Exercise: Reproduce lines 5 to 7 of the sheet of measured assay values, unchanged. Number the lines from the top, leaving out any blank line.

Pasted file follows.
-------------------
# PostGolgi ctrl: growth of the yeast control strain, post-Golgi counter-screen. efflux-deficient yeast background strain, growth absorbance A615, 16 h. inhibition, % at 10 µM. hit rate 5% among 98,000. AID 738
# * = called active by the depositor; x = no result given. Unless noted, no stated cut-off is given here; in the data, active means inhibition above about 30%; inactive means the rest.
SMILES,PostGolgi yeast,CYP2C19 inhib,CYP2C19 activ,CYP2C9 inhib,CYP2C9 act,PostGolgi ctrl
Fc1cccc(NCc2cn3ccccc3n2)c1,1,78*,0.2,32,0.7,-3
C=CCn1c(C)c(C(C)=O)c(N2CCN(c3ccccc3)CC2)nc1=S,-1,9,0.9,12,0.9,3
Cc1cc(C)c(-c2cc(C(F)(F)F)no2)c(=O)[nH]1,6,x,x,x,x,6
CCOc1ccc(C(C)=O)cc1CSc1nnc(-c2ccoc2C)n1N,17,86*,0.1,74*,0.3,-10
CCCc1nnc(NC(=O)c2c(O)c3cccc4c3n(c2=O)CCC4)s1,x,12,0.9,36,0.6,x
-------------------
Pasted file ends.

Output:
C=CCn1c(C)c(C(C)=O)c(N2CCN(c3ccccc3)CC2)nc1=S,-1,9,0.9,12,0.9,3
Cc1cc(C)c(-c2cc(C(F)(F)F)no2)c(=O)[nH]1,6,x,x,x,x,6
CCOc1ccc(C(C)=O)cc1CSc1nnc(-c2ccoc2C)n1N,17,86*,0.1,74*,0.3,-10